There’s nothing more fun than debating sports, like who’s the greatest quarterback of all time?
After all, that’s how Stephen A. Smith made his fame and fortune by shouting the loudest on ESPN.
If ESPN wanted to skyrocket its ratings through the roof, the company should give co-host Max Kellerman a remote control mute button.
Anyway, how about a Top 10 list for BIIF boys basketball? Would you like to play the role of general manager and compile a list?
To make it a bit more interesting, how about a list only of players since 2000?
That eliminates a pair of obvious candidates in Hilo products Reed Sunahara and Bruce Ferreira, who graduated in 1987.
So what are the criteria? That’s a debate in itself. Greatest, most talented, most accomplished, toughest, most skilled, the categories could be endless.
It’s a tough enough task just compiling a list of candidates because the BIIF has never kept a library of any sorts and the Tribune-Herald has a limited one.
So sorry, there’s no honorable mention. Please address any complaints to my boss, Matt Gerhart.
The No. 1 spot for the boys list went to Aukai Wong, a 2005 Hilo graduate, who played for UH-Hilo.
Unfortunately, for Aukai, he was often the Mike Trout during his time. The best player who was overlooked and never won the World Series because of his supporting cast.
“He was a one-man wrecking crew,” Ferreira said. “If he had an All-BIIF player next to him, he would have gotten to states. He carried everything on his shoulders.
“I used to listen to the radio, and I didn’t know he had teammates. He would rebound the ball, run the floor and score. He improved a lot, especially with his passing.”
Wong’s senior season is a good example. Konawaena’s T.J. Akina was the league’s player of the year, and the Wildcats won the BIIF title.
The Vikings finished fourth and no other teammate joined Wong on the first team. It was the only time he was on the first team; Wong previously played at Keaau.
Wong didn’t make much of a dent when he played for UHH in 2010 and 2011; he wasn’t on any All-PacWest teams.
But after he left college, he sharpened his game in the Hawaii College Summer League on Oahu and one year averaged 35 points per game.
That eventually led to a tryout with the Toronto Raptors’ D-League team. The 6-foot-3 guard wasn’t picked in the D-League’s draft.
But at least he finally earned a bit of recognition as the BIIF’s best player since 2000.
No. 2 was an easy call, and it went to Jovan Crnic, a 2013 Hawaii Prep graduate.
The 6-4 point guard from Serbia was the Division II player of the year as a senior and led HPA to its first BIIF championship in 2012 and a repeat the following year.
Ka Makani also had consecutive third-place finishes at the HHSAA tournament, setting the foundation for the school’s dominance. (Five BIIF titles in the last nine years.)
“At the end of his senior year, he started to reach his potential,” HPA coach Fred Wawner said. “He could post up and we’d throw him some lobs. He was better than everybody else during his time.”
He later played college ball at Abilene Christian University in Texas and pro ball in Europe.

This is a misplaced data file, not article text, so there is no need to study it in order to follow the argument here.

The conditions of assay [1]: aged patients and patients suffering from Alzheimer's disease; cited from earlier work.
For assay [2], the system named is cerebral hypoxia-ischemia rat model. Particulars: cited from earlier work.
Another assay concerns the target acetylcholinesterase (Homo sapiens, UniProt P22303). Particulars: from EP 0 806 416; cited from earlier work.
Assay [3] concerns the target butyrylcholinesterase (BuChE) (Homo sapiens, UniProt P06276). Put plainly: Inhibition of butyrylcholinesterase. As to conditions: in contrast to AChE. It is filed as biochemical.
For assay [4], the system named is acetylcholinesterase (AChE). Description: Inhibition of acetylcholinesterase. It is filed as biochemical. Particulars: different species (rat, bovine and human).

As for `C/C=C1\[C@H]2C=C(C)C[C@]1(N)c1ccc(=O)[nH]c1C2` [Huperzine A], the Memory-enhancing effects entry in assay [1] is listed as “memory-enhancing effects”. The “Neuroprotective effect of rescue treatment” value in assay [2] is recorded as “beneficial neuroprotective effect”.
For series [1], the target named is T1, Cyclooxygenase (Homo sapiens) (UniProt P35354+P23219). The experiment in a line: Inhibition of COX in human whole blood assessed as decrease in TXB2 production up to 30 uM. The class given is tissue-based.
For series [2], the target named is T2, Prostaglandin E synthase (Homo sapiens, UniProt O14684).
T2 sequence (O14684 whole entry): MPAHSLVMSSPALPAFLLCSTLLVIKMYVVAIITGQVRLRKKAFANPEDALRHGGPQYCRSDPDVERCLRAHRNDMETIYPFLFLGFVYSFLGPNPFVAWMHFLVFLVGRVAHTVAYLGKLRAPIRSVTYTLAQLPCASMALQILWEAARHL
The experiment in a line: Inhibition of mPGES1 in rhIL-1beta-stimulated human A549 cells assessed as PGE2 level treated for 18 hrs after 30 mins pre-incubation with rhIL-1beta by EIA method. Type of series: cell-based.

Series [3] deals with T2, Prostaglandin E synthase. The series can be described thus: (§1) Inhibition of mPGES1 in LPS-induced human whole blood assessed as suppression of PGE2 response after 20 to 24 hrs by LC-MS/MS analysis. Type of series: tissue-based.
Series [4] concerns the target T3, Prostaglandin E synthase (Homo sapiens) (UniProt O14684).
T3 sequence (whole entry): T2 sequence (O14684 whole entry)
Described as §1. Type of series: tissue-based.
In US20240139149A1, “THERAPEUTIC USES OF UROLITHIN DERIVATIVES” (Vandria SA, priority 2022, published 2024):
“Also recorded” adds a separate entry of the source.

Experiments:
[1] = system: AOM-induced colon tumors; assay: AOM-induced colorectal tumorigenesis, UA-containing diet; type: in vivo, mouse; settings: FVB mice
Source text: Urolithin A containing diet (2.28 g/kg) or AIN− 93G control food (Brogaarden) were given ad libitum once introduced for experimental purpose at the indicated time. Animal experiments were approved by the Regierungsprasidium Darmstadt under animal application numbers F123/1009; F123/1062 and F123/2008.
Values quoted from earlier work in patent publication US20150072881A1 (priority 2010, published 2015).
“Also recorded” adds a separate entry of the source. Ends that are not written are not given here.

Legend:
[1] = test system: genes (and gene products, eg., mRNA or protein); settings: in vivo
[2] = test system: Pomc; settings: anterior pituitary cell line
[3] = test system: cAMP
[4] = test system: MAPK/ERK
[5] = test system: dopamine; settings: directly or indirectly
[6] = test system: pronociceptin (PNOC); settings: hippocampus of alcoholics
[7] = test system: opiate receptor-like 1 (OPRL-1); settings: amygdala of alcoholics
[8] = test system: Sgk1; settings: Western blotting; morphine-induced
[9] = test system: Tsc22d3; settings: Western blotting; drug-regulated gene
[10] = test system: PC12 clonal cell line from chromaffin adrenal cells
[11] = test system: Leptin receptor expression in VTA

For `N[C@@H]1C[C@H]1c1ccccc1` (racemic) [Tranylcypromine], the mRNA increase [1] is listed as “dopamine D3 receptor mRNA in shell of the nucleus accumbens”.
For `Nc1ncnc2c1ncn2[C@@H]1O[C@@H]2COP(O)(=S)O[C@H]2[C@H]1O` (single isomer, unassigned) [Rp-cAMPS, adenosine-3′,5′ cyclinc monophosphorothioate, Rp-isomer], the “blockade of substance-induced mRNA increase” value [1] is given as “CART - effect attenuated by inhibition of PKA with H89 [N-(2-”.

3.) and 4.) Jason Mandaquit and the late Kimo Keiter-Charles, 2000 Hilo teammates will be linked forever.
They led the Vikings to the league’s last Division I state championship in 2000, continuing a perennial question.
Will the BIIF ever win another one? That’s another debate that could last forever.
Both went on to play college ball but left their marks as state champions. Both made the all-state team with Mandaquit as the player of the year.
5.) Calvin Mattos, a 2017 Waiakea graduate, led the Warriors to consecutive league titles in his junior and senior seasons.
He is also the first three-time Division I player of the year and twice led Waiakea over Konawaena for the BIIF title.
6.) Brandon Bautista, a 2009 Kohala graduate, was the league’s best little giant since Ferreira, a 5-6 dribbling wizard, who was two inches taller than the dynamic Cowboy.
Bautista was a three-time Division II player of the year and led Kohala to three straight league titles.
7.) Kyle Teves, a 2004 Kealakehe graduate, was a two-sport threat in basketball and volleyball.
He was the player of the year in basketball as a senior and led the Waveriders to their first BIIF title.
Earlier in the year, he was named the player of the year for volleyball and sparked Kealakehe to its third BIIF championship.
8.) Nick Fisher, a 2013 Pahoa graduate, helped lead the Daggers to their first state title in 2010 and was the player of the year as a senior.
He also landed on the first team for volleyball as a senior.
9.) Randan Berinobis, a 2011 Hilo graduate, was well-known for his hard work and determination.
He was the BIIF player of the year as a senior, even though Kamehameha won the league title.
At 6-3, he played tough at UHH and set a school record with 24 rebounds as a junior.
10.) Kalan Camero, a 2014 Hawaii Prep guard, was part of the program’s foundation. He was on the team that won the school’s first BIIF title in 2012 and repeated the next season.
His senior year, HPA was expected to repeat but Kohala won the BIIF title that year. Ka Makani won the state title but Camero suffered a concussion during the BIIF semifinals.
Camero played four years at Menlo College and under UH-Hilo coach Kaniela Aiona, sparking a new trivial game: 3 degrees of Aiona.
How many BIIF players are connected through Aiona and Camero?
Editor’s note: A girls basketball best of the BIIF since 2000 will run in an upcoming edition.